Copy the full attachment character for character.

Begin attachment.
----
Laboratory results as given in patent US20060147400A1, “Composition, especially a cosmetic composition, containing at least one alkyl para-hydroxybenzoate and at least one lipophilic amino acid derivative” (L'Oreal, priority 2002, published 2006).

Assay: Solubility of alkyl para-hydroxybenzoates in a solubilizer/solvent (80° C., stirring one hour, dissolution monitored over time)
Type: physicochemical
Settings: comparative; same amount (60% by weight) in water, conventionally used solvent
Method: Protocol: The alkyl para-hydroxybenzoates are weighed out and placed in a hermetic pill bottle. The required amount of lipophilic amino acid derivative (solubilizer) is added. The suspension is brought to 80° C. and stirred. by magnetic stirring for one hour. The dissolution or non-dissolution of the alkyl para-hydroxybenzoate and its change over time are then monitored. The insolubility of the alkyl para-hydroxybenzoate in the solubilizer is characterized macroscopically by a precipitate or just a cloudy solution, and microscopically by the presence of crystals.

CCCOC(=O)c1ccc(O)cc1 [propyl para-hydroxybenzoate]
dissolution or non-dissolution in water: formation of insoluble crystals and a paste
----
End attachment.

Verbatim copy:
Laboratory results as given in patent US20060147400A1, “Composition, especially a cosmetic composition, containing at least one alkyl para-hydroxybenzoate and at least one lipophilic amino acid derivative” (L'Oreal, priority 2002, published 2006).

Assay: Solubility of alkyl para-hydroxybenzoates in a solubilizer/solvent (80° C., stirring one hour, dissolution monitored over time)
Type: physicochemical
Settings: comparative; same amount (60% by weight) in water, conventionally used solvent
Method: Protocol: The alkyl para-hydroxybenzoates are weighed out and placed in a hermetic pill bottle. The required amount of lipophilic amino acid derivative (solubilizer) is added. The suspension is brought to 80° C. and stirred. by magnetic stirring for one hour. The dissolution or non-dissolution of the alkyl para-hydroxybenzoate and its change over time are then monitored. The insolubility of the alkyl para-hydroxybenzoate in the solubilizer is characterized macroscopically by a precipitate or just a cloudy solution, and microscopically by the presence of crystals.

CCCOC(=O)c1ccc(O)cc1 [propyl para-hydroxybenzoate]
dissolution or non-dissolution in water: formation of insoluble crystals and a paste